mance in children with MID also applies to chil-dren with borderline intellectual functioning (BIF),which includes children with an IQ between 71and 84 (American Psychiatric Association 2000).Although this is a significantly large group of chil-dren, comprising up to 7% of the school age popu-lation (Karande et al. 2008), there is similarly littleresearch in this area (Ninivaggi 2001; Kaznowski2004), and little research specifically on childrenwith BIF and their motor functioning. Two studieshave addressed motor functioning in children withBIF (Hetrick 1979; Karande et al. 2008). In theformer study, children with BIF performed poorlycompared with typically functioning peers of thesame chronological age on the Bender visualmotortask (Koppitz 1964). In the latter study, of a groupof 55 children with BIF, 27.3% showed delays inwalking and 92.7% demonstrated difficulty withwriting.All the studies above compared a group of intel-
lectually disabled individuals against the norms ofthe general population, a sample of individualswhose intellectual function is within normal limitsor typically functioning individuals with an isolatedlearning disability (LD). Considering the relativelysmall body of research on motor functioning ofchildren with ID, we wanted to explore two newapproaches. First, we compared two groups of chil-dren who are adjacent to each other in the spec-trum of intellectual functioning, one with MID andthe other with BIF, with the norms of the generalpopulation.These groups of children with slightlydifferent intellectual functioning were assessed on
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2010The Authors. Journal of Intellectual Disability Research 2010 Blackwell Publishing Ltd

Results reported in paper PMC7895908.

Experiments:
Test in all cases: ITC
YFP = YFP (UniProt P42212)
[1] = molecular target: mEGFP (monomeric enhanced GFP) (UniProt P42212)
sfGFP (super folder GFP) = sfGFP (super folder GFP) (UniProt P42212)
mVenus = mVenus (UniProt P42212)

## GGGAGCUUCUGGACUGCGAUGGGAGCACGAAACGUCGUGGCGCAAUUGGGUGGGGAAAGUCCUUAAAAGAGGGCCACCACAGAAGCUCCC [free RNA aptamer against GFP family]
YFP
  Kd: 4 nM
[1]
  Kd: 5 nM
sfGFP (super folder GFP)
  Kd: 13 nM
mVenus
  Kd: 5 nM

all eight items of the MABC thus creating a broadview of their status of motor development. Second,the groups were compared with each other in anattempt to get an insight into potential differencesin motor development between these two groups.In typically developing individuals a relationshipbetween the acquisition of motor milestones andsubsequent cognitive functioning at the ages 8, 26and 53 has been observed (Murray et al. 2007).Murray et al. suggested that the mechanism explain-ing their results was a suboptimal corticalsubcortical connectivity. Another study, by Reisset al. (1996), also suggested a relationship betweencognitive functioning and particular brain areas.Using a brain imaging study, they found that IQwas positively correlated with cerebral volume inchildren, in particular with cortical grey matter inthe prefrontal region of the brain. Based on theirresults, we expected to find a difference in motordevelopment between the MID and BIF groupfavouring the latter group. A possible difference inmotor functioning between children with MID andBIF would suggest an extension of the atypicalbrain development (ABD) concept by Kaplan et al.(1998). ABD is a conceptual framework for under-standing developmental LDs and its high co-morbidity with other developmental disorders, suchas developmental coordination disorder (DCD),pervasive developmental disorder not otherwisespecified (PDD-NOS) and attention deficit hyper-activity disorder (ADHD), by claiming that the